- Depending upon the nature of the resources investigative work on these type of projects may include additional historic research; documentation; subsurface archaeological testing; artifact analysis; comparisons with other nearby and regional cultural resources; and consultations with various officials, agencies, organizations, and individuals.
- If the identified resources a not found to be important, then no additional investigations are generally required prior to work on a project; however, excavation monitoring may be needed to insure that additional finds are documented and evaluated properly.
- Should it be determined that any cultural resources located on a property qualify as “important” and that the implementation of a proposed project will have a significant effect upon the environment, a Phase III data recovery program will be needed to mitigate any impacts should avoidance (the preferred alternative) not be possible.
- The complete findings of the investigation, along with any determinations and recommendation, are detailed in a written report.
- In the event that “important” cultural resources are identified following the results of a Phase II evaluation, a Phase III data recovery program will be needed.
- The purpose of a Phase III data recovery program is to mitigate adverse impacts upon important cultural resources.
- The scope-of-work for data recovery programs are project-specific and are guided by an explicit research design.
- The work plans for these programs usually call for the scientific data recovery of an appropriate sample of the resource. This sampling may include surface collections and archaeological excavate, followed by analyses of the recovered materials and a final technical report.
- The monitoring of grading or excavation work by an archaeologist is usually required for projects following the completion of the phases listed above as well as in cases where surface conditions or other factors (e.g., under existing roads, trenching, landslides, fill, etc.) hinder an evaluation prior to implementation of specific work on a project .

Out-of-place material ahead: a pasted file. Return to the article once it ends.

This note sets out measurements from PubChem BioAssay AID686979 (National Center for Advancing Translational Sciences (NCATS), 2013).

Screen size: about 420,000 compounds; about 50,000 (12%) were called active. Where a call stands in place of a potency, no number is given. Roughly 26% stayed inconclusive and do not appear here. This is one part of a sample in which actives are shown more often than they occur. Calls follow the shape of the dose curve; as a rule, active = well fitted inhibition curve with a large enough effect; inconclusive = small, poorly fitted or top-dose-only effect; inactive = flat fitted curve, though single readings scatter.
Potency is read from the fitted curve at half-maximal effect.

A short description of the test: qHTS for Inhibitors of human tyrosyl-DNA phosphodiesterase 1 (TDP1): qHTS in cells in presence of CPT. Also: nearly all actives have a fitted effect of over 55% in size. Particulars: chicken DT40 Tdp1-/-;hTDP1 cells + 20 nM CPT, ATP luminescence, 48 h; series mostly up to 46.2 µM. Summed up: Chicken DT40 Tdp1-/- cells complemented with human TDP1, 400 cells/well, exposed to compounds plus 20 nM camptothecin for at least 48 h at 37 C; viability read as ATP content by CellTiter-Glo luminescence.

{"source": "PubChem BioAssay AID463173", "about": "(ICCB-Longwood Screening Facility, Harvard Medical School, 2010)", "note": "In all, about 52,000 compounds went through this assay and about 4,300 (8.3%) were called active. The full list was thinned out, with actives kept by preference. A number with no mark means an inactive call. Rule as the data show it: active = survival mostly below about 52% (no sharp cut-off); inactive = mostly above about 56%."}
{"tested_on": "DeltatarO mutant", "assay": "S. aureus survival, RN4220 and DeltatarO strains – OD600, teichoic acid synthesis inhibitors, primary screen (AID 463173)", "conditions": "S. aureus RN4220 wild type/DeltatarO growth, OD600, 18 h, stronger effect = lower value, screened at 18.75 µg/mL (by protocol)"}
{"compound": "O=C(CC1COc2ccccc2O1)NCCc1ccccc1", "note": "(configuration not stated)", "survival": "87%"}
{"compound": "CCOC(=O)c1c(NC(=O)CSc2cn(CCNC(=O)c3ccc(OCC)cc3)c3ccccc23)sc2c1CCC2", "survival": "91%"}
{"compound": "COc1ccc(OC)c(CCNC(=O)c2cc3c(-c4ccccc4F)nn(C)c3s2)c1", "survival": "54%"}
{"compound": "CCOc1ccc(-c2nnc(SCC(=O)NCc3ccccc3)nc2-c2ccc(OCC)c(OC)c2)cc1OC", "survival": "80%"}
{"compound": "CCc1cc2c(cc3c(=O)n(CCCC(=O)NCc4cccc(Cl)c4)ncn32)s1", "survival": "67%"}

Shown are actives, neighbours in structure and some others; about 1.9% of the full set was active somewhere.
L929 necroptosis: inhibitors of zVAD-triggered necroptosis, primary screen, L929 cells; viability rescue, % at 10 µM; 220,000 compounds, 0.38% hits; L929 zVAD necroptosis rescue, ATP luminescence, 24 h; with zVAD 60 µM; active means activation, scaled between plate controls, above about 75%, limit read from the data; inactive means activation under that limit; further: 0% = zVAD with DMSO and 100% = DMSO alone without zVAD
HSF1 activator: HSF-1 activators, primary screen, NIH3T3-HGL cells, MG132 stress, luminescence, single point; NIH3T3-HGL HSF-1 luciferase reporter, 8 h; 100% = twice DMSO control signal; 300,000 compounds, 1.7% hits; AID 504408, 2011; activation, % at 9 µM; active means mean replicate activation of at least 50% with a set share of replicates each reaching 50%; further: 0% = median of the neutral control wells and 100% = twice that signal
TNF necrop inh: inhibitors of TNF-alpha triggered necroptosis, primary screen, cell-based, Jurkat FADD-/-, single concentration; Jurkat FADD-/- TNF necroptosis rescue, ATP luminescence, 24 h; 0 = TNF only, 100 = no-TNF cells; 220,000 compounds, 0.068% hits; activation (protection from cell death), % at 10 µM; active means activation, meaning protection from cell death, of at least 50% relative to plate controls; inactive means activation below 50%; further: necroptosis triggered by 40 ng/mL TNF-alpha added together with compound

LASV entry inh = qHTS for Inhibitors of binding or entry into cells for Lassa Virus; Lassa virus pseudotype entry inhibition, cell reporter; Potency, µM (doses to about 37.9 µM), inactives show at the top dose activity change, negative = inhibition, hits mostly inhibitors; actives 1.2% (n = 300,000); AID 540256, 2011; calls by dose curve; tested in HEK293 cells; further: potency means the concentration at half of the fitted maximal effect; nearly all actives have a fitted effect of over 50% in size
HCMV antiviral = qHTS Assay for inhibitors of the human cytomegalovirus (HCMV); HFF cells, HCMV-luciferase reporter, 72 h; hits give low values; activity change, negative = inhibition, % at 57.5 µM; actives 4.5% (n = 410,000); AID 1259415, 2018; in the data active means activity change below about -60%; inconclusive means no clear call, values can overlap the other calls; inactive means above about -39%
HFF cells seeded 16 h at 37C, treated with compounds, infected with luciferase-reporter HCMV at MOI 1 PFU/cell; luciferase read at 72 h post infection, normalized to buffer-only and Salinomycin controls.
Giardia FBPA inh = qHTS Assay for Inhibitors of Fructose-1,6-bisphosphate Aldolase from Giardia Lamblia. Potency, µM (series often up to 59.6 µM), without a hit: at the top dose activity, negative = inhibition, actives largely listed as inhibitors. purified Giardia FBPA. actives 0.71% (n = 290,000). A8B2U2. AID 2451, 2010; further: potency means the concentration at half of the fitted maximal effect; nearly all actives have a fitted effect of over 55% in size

- The purpose of archaeological monitoring is to identify and evaluated any known or suspected cultural resources. It is important to note that nearly all archaeological evaluations are based on testing and sampling a small portion (generally 15% or less) of any given area. As such, it is possible that important archaeological resources and other unfortunate finds such as human remains may still be present within a project area despite all efforts to previously detect them.
- The scope of archaeological monitoring depends on many factors (e.g., the geology of the area, the type and number of excavation equipment being employed at any one time, the size of the project, etc.). Proper budgeting considerations should take into account that stop work orders may be needed as part of a project in order to allow archaeologists and others (e.g., Native Americans, etc.) the time to properly evaluate any mitigate any important find(s).
- Like all previous stages of the cultural resource evaluation process, the final step of the monitoring program is the complete analyses of all recovered materials and the preparation of a final technical report.